Several ideas are in the works, too.

My friend, Midge has an opinion. "Things to show women, things to show kids," she remarked over our weekly coffee. "There's nothing masculine in this quilt."


Wise woman, Midge. 

I think there may just be another surprise coming along. 

Tuesday, August 19, 2014

"Snowballs in August" plus two quick tutorials

It's the middle of August, hot and humid, but I've been getting prepared for the cold and snow that are sure to come. I just finished stitching up a "Snowball Fight" in the form of soft, flannel lap quilt. Seasons don't match, but as a pattern maker, I really do have to plan ahead, and winter is really not that very far off.

"Snowball Fight"
It all started with the mittens. I really wanted to do something with mittens, but until I visited my local quilt shop I didn't know that I'd be making a snowball fight. You see, they had brought in these richly colored Woolies Flannels by Maywood.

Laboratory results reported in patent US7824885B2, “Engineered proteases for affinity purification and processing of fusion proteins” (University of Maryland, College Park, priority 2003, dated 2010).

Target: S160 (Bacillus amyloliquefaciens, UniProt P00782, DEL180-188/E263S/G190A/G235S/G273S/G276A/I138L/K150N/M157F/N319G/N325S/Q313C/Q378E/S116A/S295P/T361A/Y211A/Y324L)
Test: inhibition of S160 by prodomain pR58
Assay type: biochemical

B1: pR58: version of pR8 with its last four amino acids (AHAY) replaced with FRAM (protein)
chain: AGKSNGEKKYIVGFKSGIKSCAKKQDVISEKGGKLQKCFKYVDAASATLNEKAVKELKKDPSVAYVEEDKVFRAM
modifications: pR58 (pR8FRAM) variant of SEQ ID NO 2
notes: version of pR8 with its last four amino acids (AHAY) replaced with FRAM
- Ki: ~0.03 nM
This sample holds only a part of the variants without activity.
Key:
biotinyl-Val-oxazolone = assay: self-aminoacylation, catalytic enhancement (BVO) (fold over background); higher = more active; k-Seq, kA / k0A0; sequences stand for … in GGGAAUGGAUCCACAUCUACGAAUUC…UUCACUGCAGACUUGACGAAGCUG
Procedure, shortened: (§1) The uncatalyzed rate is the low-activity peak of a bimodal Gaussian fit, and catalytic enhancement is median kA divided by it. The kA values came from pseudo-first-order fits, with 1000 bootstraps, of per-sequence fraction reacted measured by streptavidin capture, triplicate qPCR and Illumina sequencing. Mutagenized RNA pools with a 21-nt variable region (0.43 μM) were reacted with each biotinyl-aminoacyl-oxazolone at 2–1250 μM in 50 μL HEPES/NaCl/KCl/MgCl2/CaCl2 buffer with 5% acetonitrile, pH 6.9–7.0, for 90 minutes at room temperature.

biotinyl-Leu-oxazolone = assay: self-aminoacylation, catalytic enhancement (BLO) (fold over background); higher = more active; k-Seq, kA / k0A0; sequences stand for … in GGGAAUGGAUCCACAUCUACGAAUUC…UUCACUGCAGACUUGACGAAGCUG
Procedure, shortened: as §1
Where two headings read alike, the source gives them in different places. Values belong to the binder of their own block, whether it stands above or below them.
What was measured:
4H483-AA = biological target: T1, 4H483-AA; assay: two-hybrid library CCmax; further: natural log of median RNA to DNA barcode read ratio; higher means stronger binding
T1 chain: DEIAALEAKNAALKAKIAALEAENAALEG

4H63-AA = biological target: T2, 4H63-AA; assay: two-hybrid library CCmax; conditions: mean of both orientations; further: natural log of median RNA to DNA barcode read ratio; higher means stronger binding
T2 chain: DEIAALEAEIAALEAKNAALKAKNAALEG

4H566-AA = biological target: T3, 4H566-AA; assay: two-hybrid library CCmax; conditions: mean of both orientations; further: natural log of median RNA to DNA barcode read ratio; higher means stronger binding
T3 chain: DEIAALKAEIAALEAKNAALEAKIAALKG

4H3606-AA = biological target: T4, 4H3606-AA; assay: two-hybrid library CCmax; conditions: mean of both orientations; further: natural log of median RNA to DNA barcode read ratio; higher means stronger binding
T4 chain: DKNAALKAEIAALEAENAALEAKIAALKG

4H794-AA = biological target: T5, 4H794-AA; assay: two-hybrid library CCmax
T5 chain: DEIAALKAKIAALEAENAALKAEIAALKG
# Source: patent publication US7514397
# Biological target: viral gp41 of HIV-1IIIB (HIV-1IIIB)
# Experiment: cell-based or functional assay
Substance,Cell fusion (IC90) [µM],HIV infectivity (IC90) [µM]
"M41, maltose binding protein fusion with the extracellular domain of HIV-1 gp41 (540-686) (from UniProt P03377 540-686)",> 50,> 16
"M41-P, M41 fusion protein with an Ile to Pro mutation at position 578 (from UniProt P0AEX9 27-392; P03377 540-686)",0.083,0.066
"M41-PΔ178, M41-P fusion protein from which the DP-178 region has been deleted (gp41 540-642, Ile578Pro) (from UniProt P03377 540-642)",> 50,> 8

Of course I couldn't resist touching the fabric. And that was all it took.


Soft, warm, oh so lovely. These were my mittens!

Luckily for me they had 10" layer cakes all ready to go. The idea for snowballs was born just like that!

And the best thing is that the fabrics and the whole idea of the quilt are great for boys as well as girls! How often does that happen?

Mittens + snowballs = ? 
A snowball fight! 
Love at first touch!
In addition to the layer cake I purchased some light flannel for the background, a bit of a deep red yardage for border accent, and a half yard of creamy white to make snowballs that could represent white snow.